(Christmas comes only once a year), Vincent Sherman on John Garfield.

John Garfield and Lana Turner as Frank and Cora in "The Postman Always Rings Twice" (1946) directed by Tay Garnett

Frank: Maybe it's none of my business, but, uh, what's Nick sore about?

Cora: He's so crazy about the sign, he's afraid you'll claim it's your idea instead of his.

Frank: Yeah. (He winks at her) Watch.

Jake Gyllenhaal winking right eye

John Garfield winking right eye

Anne Shirley and John Garfield in "Saturday's Children" (1940) directed by Vincent Sherman

"I was able to capitalize on qualities I knew he had, naïvete, sweetness, charm, vulnerability. It was a big artistic success. He was a trained actor with many sides to his talent". -Vincent Sherman on John Garfield

Kaaren Verne and Humphrey Bogart in "All Through The Night" (1942) directed by Vincent Sherman

Vincent Sherman was well-known in Hollywood for "women's pictures" and went on to direct such fine films as "All through the night" starring Humphrey Bogart and "The Hard Way" (both in 1942). Like Patri and Odets before him, Sherman ended up playing surrogate father to John Garfield. Acting fired interest in cultural and national events. "He was so eager to find out everything there is to know about life", Sherman recalled. "He wanted to know about art, painting and music. I've never seen such eagerness to learn in all my life. I'd buy a New Republic and The Nation and let him read them, and he'd just devour them".

Sherman and Garfield would stay up through the wee hours of the night talking about theater and life. "We lived in New York at that time," Sherman recalled. Garfield wanted more "Four Daughters" type films rather than another "Blackwell's Island", and to that end he made it a habit to hang out with the studio's screenwriters at their lunch table in the commissary.

Garfield continued to socialize with the Epstein Brothers and Ring Lardner Jr., as well as Howard Koch, John Huston and others, figuring he'd have a chance to get in on the ground floor of the next good picture. He accepted the fact that these writers would make him the brunt of their jokes. "What do you hear from the fates, John?" they would yell to him across the commissary, which led everyone to laugh.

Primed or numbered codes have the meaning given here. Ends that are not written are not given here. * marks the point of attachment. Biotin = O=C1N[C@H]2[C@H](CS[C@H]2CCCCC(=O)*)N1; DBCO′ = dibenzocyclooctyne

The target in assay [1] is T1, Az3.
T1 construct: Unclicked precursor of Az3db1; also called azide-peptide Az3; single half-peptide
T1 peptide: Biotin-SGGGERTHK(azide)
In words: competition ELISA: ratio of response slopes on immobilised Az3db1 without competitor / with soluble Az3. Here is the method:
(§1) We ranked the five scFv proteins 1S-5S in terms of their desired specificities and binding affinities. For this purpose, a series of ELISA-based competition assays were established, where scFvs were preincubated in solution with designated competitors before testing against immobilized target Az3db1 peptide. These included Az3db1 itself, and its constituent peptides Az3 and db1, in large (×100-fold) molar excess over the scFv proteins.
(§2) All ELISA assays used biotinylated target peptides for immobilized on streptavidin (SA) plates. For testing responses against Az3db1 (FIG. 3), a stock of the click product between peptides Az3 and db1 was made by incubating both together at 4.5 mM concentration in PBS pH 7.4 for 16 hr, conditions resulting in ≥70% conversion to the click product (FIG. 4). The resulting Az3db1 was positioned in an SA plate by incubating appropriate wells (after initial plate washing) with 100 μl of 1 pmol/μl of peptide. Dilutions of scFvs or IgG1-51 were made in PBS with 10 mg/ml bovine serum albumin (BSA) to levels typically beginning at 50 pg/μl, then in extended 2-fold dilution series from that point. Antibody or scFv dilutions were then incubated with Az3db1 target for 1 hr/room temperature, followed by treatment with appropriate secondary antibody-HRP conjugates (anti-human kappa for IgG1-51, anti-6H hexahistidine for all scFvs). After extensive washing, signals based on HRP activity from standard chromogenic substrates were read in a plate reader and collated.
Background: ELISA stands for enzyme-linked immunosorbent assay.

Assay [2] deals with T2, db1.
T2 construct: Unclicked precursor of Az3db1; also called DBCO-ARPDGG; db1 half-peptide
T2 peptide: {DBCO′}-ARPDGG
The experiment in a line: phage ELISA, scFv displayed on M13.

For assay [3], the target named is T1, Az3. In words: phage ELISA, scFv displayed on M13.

"His desire was to be with the writers, and I understood that and appreciated that. I didn't think it was anything to laugh about, but sometimes the writers would make fun of him and laugh about it", Sherman recalled. Garfield needed to be liked; he still had that insecurity that stemmed from his lack of family. "Everybody he spoke to, he used charm with", secretary Helen Levitt recalled. "He needed everyone to like him. He really worked at it." Elia Kazan agreed: "He wanted to be liked, to be valued, to be esteemed."

Priscilla Lane and John Garfield in "Four Daughters" (1939) directed by Michael Curtiz

"I wanna have it all through the night
Christmas comes only once a year
why can't anybody shed just one tear
for things that don't happen all through the night
Oh, mama, all through the night
oh, baby, do it to me all through the night
Easy, easy, baby, why don't you give it to me
all through the night"
-"All Through The Night" song by Lou Reed ("The Bells" album, 1979)

At age 24, Garfield was a success. He was a movie star, the embodiment of the American Dream. He truly believed that he would be given the type of roles that made the careers of great actors like Olivier. But Garfield was in for a shock. There would be few films of the quality of "Four Daughters" at Warner Bros. "He became like a star overnight. He wasn't prepared to that kind of success so quickly, almost meteoric" -recalled Vincent Sherman.

George Brent and Bette Davis in "Dark Victory" (1939) directed by Vincent Sherman

John Garfield and Bette Davis, co-founders of The Hollywood Canteen

In "Saturday's Children" Garfield won an on-going battle with Warner Bros. to let him play something other than a thug or a criminal; unfortunately the film was a box-office flop, although critics praised Garfield's performance. Garfield plays Rims Rosson, a shy, naive young inventor who has dreams of adventure but who in reality is just another office clerk who's always strapped for money.